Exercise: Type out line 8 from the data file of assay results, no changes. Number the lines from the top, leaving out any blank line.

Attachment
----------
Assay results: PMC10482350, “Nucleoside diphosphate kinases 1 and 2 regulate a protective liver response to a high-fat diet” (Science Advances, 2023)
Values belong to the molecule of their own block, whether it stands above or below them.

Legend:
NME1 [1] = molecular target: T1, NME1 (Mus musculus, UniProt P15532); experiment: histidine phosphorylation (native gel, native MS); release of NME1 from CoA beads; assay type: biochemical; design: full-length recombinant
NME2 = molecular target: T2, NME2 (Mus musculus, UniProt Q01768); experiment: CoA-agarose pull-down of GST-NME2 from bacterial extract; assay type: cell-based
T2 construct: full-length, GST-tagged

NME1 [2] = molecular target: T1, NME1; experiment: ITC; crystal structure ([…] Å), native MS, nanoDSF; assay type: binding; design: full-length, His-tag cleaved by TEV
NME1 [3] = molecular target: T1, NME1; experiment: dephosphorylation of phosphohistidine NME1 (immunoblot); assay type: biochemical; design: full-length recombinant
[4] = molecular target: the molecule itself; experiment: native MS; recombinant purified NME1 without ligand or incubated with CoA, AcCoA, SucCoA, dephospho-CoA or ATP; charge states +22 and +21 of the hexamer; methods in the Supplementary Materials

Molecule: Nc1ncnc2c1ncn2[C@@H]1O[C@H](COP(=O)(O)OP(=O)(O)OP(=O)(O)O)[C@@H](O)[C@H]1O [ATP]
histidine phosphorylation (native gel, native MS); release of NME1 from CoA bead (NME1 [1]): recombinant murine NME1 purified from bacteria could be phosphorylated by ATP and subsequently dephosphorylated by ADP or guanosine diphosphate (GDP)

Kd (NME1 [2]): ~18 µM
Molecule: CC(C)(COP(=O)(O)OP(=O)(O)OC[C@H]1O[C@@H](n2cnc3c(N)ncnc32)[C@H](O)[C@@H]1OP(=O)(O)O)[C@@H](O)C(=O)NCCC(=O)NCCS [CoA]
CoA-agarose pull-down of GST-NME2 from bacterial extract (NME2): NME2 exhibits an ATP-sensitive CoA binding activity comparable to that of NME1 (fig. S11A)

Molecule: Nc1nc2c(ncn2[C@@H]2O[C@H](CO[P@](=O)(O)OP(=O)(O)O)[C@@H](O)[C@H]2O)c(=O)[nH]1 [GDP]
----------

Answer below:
NME1 [3] = molecular target: T1, NME1; experiment: dephosphorylation of phosphohistidine NME1 (immunoblot); assay type: biochemical; design: full-length recombinant